Lately, as I move into a new phase in my life both personally and professionally, I’ve become more conscious of my appearance. Nothing drastic, I just want to align how I carry myself with how I perceive myself (and how I want others to perceive me). For instance, the old, ratty fleece I used to keep in the office to ward off over-zealous airconditioning has been replaced with a sleeker wrap. 

Let me be emphatically clear on this point: I would never label myself “polished.” I would, however, call myself “prepared.” It’s simple, really: No one can be perfect. Everyone can be prepared.

There’s a reason wee boys are taught to Be Prepared whilst in scouting. Preparation is the first line of defense against potential catastrophes, large and small. While most Cub Scouts likely aren’t toting spare tubes of chapstick, you can bet I have one in every purse. In fact, I generally am in possession of a small arsenal of items to make my life easier.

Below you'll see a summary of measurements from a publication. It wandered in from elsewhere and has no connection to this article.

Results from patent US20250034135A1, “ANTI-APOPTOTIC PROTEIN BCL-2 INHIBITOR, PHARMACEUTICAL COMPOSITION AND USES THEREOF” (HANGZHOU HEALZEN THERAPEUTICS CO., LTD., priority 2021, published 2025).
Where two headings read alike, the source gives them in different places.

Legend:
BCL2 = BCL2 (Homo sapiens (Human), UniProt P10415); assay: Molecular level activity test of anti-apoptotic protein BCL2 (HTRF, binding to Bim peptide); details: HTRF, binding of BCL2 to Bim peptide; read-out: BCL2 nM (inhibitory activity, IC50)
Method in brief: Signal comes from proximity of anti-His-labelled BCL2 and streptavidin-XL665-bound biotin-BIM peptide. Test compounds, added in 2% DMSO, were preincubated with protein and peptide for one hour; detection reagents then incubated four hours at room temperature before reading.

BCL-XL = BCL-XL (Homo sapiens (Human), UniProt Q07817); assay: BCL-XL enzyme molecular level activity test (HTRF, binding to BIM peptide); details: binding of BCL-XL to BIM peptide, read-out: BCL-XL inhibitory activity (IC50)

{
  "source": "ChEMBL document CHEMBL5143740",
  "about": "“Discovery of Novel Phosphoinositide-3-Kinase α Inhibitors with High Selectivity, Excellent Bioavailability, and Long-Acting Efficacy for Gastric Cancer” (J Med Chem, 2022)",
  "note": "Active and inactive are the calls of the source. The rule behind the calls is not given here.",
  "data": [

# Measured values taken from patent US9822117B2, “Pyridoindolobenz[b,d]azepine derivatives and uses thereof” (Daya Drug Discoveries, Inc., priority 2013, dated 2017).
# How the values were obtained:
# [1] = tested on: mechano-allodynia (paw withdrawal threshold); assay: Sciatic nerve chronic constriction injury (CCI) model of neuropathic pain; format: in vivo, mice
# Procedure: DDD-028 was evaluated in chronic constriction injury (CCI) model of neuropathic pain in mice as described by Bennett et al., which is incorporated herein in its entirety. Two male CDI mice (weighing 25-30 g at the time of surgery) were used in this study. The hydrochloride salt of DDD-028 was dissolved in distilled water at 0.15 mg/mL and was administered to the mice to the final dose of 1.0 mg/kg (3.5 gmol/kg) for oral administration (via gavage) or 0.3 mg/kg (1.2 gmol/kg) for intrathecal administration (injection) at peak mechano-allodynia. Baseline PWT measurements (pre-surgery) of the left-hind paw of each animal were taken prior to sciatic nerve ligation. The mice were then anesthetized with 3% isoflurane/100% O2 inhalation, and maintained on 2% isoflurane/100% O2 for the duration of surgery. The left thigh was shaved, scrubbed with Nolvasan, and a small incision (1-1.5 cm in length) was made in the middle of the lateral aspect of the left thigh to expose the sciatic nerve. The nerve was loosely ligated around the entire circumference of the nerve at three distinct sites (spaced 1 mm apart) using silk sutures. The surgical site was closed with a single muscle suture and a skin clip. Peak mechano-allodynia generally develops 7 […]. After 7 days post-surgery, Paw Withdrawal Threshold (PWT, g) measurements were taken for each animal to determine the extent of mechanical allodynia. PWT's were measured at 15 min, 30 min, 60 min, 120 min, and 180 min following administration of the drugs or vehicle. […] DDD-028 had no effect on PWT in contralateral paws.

At Work: I spend a lot of time in the office, so my workspace is pretty well-appointed. In addition to a small array of sinus medication, my office contains the following:

  • A comb
  • Lip gloss
  • Mascara
  • Lotion
  • Hair balm (for dry, frizzy fly-aways)
  • Tide “To Go” Pen for stains

Perhaps this sounds vain. Perhaps being concerned about one’s appearance rather than one’s aptitude at work seems trivial. For me, though, these are all “self-confidence tools.” Even if the post-lip gloss change is too subtle for most to notice, I’m aware of it and I feel better. Sometimes, that teeny bump of pride is all you need.

To me, Polish = Preparation + Pride

(also key are Poise and Posture… there are a lot of good “P” words, aren’t there?)